US-led forces in Afghanistan say they have killed about 35 militants in a raid on a "known Taleban compound" in the south of the country.
Coalition troops in Helmand are battling a revitalised Taleban
The raid took place in the restive province of Helmand on Tuesday night, the force said in a statement.
Afghanistan has seen an upsurge in violence by the Taleban and their allies this year, with hundreds killed.
The capital, Kabul, was hit by blasts for a second day when triple bombings killed one and wounded at least 40.
Buses carrying Afghan army officers and government workers were the target.
The Taleban claimed responsibility for both Tuesday and Wednesday's attacks.
The Afghan defence ministry said its enemies were trying to "disturb and terrify the people" because they do not have the ability to face the national army.
The US military said Tuesday night's raid in Helmand took place in the village of Gujdar, some 25km (16 miles) east of Musa Qala in the south of the province.
"Several of the extremists killed were area Taleban leaders who planned and conducted multiple attacks against local Afghans, government officials and coalition forces," it said.
"No injuries to coalition forces or non-combatants were observed during the strike."
Elsewhere in Helmand on Wednesday, a British soldier from the 3 Para Battle Group died after his patrol came under fire from "suspected Taleban forces" in the town of Sangin, the Ministry of Defence said.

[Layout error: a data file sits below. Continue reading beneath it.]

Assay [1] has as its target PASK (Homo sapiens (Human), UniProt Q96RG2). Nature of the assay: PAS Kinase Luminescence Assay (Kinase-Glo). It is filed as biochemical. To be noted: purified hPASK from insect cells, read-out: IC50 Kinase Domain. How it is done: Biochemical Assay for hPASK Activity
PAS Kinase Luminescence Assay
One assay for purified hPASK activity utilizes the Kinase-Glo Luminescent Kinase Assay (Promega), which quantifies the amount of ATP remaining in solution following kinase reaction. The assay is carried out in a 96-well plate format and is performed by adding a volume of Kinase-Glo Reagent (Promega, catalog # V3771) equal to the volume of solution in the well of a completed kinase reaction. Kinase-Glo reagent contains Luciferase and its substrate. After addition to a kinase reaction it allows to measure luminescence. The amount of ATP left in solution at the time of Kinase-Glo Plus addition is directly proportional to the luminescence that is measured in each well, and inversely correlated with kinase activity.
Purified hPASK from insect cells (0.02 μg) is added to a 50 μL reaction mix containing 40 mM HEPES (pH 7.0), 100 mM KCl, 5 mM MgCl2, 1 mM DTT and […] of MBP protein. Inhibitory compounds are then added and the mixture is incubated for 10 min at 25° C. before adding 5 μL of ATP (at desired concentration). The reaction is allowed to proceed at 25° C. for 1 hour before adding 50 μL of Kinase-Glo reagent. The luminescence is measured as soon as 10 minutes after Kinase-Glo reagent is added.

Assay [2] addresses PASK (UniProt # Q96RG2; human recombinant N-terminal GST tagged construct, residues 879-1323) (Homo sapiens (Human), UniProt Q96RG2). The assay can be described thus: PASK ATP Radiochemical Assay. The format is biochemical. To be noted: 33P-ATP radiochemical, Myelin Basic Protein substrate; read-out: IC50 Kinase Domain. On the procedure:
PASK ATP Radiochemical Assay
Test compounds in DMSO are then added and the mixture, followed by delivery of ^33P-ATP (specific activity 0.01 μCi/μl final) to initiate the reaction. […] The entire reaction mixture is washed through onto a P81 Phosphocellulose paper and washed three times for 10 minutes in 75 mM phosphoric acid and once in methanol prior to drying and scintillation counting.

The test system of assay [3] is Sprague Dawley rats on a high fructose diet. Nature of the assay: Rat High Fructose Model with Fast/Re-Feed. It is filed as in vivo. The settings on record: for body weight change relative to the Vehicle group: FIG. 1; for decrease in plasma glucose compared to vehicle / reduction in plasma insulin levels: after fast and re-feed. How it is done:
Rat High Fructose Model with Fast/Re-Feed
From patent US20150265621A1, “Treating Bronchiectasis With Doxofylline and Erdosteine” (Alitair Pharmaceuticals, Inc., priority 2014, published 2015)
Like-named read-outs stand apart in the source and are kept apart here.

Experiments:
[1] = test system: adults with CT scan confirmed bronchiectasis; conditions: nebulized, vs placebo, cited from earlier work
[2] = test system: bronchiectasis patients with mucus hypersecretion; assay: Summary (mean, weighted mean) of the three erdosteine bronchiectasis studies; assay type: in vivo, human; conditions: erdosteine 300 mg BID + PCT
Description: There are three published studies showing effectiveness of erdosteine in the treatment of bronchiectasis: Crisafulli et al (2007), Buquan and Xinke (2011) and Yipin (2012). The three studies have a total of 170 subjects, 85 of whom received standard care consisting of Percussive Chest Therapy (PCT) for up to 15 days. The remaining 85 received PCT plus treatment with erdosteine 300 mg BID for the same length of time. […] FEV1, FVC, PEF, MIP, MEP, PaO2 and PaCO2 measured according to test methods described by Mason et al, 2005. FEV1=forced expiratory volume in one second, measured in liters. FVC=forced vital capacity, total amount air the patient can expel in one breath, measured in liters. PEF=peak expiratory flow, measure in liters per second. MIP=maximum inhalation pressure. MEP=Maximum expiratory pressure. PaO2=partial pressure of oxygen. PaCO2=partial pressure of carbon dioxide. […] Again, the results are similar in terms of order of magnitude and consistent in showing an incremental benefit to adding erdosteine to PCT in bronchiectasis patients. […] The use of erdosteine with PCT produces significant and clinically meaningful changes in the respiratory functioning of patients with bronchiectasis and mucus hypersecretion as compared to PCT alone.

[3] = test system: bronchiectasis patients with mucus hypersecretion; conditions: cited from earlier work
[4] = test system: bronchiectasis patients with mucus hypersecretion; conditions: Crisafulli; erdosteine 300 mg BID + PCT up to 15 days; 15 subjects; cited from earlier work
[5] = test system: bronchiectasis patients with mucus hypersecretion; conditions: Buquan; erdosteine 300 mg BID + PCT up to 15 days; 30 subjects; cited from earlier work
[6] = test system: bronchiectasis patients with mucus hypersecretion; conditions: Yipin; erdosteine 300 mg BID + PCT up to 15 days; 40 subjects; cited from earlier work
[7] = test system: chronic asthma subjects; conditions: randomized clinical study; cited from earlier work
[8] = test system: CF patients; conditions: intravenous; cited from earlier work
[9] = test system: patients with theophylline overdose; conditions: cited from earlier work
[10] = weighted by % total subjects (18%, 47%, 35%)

He is the sixth British soldier to be killed in Afghanistan in recent weeks.
Shops 'on fire'
The first explosion in Kabul struck a bus carrying Afghan army officers to work in the city centre. Thirty-nine officers were wounded, the defence ministry said.
Reports say the bus veered out of control and crashed into shops, setting them on fire.
The second explosion struck another bus that was carrying commerce ministry employees in the north of the city. One person was killed and several wounded.
A third explosion in eastern Kabul is said to have targeted an Afghan army convoy. There were no immediate reports of casualties.
The first two explosions were apparently caused by bombs going off in hand carts as the buses passed by.
The blast hit buses carrying government employees to work
A BBC correspondent at the scene described seeing people jumping out of the smashed windows of the bus, their clothes on fire.
A day earlier, seven people were injured in two similar explosions.
Taleban spokesman, Muhammad Hanif, told Reuters news agency the Kabul attacks "proved we can hit targets, whether they're under the surveillance and security of foreign forces or the government".
Afghanistan has seen in recent months the worst violence from the Taleban since they were forced from power in 2001.
Most of the bloodshed has been in the south and east.